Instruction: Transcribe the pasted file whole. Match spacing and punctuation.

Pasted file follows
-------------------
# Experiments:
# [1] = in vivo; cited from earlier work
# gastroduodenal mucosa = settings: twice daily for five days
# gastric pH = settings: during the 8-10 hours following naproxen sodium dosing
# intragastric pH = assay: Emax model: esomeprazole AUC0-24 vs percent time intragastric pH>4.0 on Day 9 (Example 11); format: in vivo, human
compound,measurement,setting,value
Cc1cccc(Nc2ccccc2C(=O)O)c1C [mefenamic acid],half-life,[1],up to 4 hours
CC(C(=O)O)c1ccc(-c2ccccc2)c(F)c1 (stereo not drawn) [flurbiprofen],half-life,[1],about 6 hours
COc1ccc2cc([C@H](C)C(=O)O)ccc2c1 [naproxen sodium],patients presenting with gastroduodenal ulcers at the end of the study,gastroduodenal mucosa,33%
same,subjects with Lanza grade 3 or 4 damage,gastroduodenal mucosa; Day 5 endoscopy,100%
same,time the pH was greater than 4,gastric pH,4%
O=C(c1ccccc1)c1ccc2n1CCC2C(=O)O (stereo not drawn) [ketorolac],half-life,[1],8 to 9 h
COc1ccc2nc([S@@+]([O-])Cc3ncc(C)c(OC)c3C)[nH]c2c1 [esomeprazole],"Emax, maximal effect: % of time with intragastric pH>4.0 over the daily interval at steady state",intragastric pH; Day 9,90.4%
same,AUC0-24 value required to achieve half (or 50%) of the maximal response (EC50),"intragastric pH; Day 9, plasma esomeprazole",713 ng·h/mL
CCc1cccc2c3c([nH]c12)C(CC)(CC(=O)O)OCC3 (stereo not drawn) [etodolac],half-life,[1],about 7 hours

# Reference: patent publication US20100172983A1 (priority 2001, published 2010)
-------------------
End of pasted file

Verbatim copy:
# Experiments:
# [1] = in vivo; cited from earlier work
# gastroduodenal mucosa = settings: twice daily for five days
# gastric pH = settings: during the 8-10 hours following naproxen sodium dosing
# intragastric pH = assay: Emax model: esomeprazole AUC0-24 vs percent time intragastric pH>4.0 on Day 9 (Example 11); format: in vivo, human
compound,measurement,setting,value
Cc1cccc(Nc2ccccc2C(=O)O)c1C [mefenamic acid],half-life,[1],up to 4 hours
CC(C(=O)O)c1ccc(-c2ccccc2)c(F)c1 (stereo not drawn) [flurbiprofen],half-life,[1],about 6 hours
COc1ccc2cc([C@H](C)C(=O)O)ccc2c1 [naproxen sodium],patients presenting with gastroduodenal ulcers at the end of the study,gastroduodenal mucosa,33%
same,subjects with Lanza grade 3 or 4 damage,gastroduodenal mucosa; Day 5 endoscopy,100%
same,time the pH was greater than 4,gastric pH,4%
O=C(c1ccccc1)c1ccc2n1CCC2C(=O)O (stereo not drawn) [ketorolac],half-life,[1],8 to 9 h
COc1ccc2nc([S@@+]([O-])Cc3ncc(C)c(OC)c3C)[nH]c2c1 [esomeprazole],"Emax, maximal effect: % of time with intragastric pH>4.0 over the daily interval at steady state",intragastric pH; Day 9,90.4%
same,AUC0-24 value required to achieve half (or 50%) of the maximal response (EC50),"intragastric pH; Day 9, plasma esomeprazole",713 ng·h/mL
CCc1cccc2c3c([nH]c12)C(CC)(CC(=O)O)OCC3 (stereo not drawn) [etodolac],half-life,[1],about 7 hours

# Reference: patent publication US20100172983A1 (priority 2001, published 2010)